“Edifier successfully created affordable true wireless earbuds for active listeners.”
- 8 hours of playback
- IPX5 waterproof rating
- Exceptional sound quality
- Limited touch controls
- Ear wings required for proper fit
Edifier made its pitch to take the world of affordable true wireless earbuds by storm this year with the release of two identically priced products: The TWS NB and the TWS6.
The TWS NB impressed us enough to be named our new favorite budget true wireless earbuds, so expectations were understandably high for the $120 TWS6, a pair of buds with similar features and a few key differences that gear them toward active audiences. After a week of having these earbuds constantly in my ears, consider those expectations met.
Out of the box
With the last Edifier buds I reviewed, I was wowed by the luxuriousness of the packaging they came in. It seems like this is a trend with the brand because I was met with the same takeaways when opening the TWS6.
Both the charging case containing the buds and the four (!) pairs of extra eartips were waiting patiently in foam padding. Just below the eartips sat a small box that held a USB-C charging cable, a setup guide, and silicone “ear wings,” as Edifier calls them.
There’s a pairing button on the case itself that begins the connection process, and following the standard procedure of finding the buds in my phone’s Bluetooth settings led to a quick, simple setup. There’s nothing fancy or extraordinary about the process, but the ability to easily connect a new pair of earbuds is always appreciated.
I will caution, however, that if you’re looking for more detailed guidance on the functionality of the earbuds or the proper way to fit the ear wings onto the buds, you won’t find them in the condensed physical version of the manual. You’ll have to venture online for the full edition to get that information.
I’m intrigued by the way the TWS6 looks but also slightly perplexed. Because as much as I liked the initial aesthetic of the buds, I do have a few concerns about the methodology of the overall design.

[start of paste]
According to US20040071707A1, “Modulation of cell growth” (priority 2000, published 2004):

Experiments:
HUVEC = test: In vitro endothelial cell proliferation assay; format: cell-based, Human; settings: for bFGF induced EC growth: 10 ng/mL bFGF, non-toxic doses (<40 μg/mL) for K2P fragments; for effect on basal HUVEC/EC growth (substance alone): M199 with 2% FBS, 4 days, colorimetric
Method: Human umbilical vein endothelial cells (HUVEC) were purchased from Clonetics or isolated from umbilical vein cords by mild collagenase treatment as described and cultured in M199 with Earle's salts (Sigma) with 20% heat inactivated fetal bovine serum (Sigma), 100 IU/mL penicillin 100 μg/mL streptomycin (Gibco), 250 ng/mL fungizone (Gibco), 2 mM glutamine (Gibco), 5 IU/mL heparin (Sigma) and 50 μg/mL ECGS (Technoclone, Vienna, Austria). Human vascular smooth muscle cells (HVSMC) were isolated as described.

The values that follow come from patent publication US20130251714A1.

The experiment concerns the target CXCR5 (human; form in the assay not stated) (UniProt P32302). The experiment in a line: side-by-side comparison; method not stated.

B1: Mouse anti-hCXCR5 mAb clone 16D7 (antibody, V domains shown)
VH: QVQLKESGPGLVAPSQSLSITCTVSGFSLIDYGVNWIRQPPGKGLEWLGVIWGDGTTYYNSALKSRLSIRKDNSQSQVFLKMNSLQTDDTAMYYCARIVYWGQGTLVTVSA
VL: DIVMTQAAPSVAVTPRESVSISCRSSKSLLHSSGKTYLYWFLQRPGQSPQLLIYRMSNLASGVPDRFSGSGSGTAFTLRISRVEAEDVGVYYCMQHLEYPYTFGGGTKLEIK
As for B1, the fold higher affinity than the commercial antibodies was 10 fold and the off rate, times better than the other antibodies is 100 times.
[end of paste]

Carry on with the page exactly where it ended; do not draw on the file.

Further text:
First, the TWS6 are sleek and simplistic, presenting themselves as buttonless buds outfitted in a black finish (white is also available). They aren’t heavy in your ears, and they don’t protrude the way other options like the Sony WF-XB700 do. But they are thick, something to make a note of if you’re firmly against a “plugged ear” sensation. Regardless, they were plenty comfortable to have in my ears for extended periods of testing.
There are both memory foam and silicone eartips to choose from, and in my testing, I picked a smaller silicone alternative to the ones included on the buds and found it to be a good fit. There are also those aforementioned ear wings, which is where my confusion began. The TWS6 do not come with ear wings already attached to the buds, but part of me really thinks they should have been. That’s because if, like me, you just wanted to take the buds out of their case, pop them in your ears, and start listening, you’d be getting a very different experience.
This is important to note because, without those wings, the buds didn’t fit very snugly in my ears. Finding the right wings completely changed that, making the TWS6 much more suitable for the intense workouts and activities Edifier is targeting with this product. I do accept the possibility that this is a user error, and most buyers will know hoe to apply the ear wings without referencing the guide. But for those who may have a similar mindset, I’ll offer this advice: Wrap the buds in your preferred ear wings and save yourself the trouble of having to readjust constantly while out for a walk.
Moving on to the case, it has the same black finish as the buds and essentially looks like a wider imitation of the case for Apple’s ever-popular AirPods. I was initially worried about how the buds would fit in the case with the wings attached. I will say for the sake of clarity that they are a bit of a tighter fit, but they still secured into place and charged without a hiccup.
Comparing feature sets between these buds and the TWS NB, it is evident that Edifier had two different demographics in mind with these products. Whereas the TWS NB may have been more angled toward the serious music listener, the TWS6 have traits that suggest they’re far more lifestyle-oriented.